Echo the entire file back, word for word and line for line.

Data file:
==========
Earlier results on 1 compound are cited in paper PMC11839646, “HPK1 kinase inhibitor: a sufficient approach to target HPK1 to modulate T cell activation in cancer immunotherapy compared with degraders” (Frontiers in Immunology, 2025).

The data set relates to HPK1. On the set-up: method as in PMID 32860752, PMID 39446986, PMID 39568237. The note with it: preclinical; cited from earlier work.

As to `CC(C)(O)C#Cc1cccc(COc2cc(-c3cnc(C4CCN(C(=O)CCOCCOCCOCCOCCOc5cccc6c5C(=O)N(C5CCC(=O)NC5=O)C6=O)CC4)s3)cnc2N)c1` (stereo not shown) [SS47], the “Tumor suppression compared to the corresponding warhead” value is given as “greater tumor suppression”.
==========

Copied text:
Earlier results on 1 compound are cited in paper PMC11839646, “HPK1 kinase inhibitor: a sufficient approach to target HPK1 to modulate T cell activation in cancer immunotherapy compared with degraders” (Frontiers in Immunology, 2025).

The data set relates to HPK1. On the set-up: method as in PMID 32860752, PMID 39446986, PMID 39568237. The note with it: preclinical; cited from earlier work.

As to `CC(C)(O)C#Cc1cccc(COc2cc(-c3cnc(C4CCN(C(=O)CCOCCOCCOCCOCCOc5cccc6c5C(=O)N(C5CCC(=O)NC5=O)C6=O)CC4)s3)cnc2N)c1` (stereo not shown) [SS47], the “Tumor suppression compared to the corresponding warhead” value is given as “greater tumor suppression”.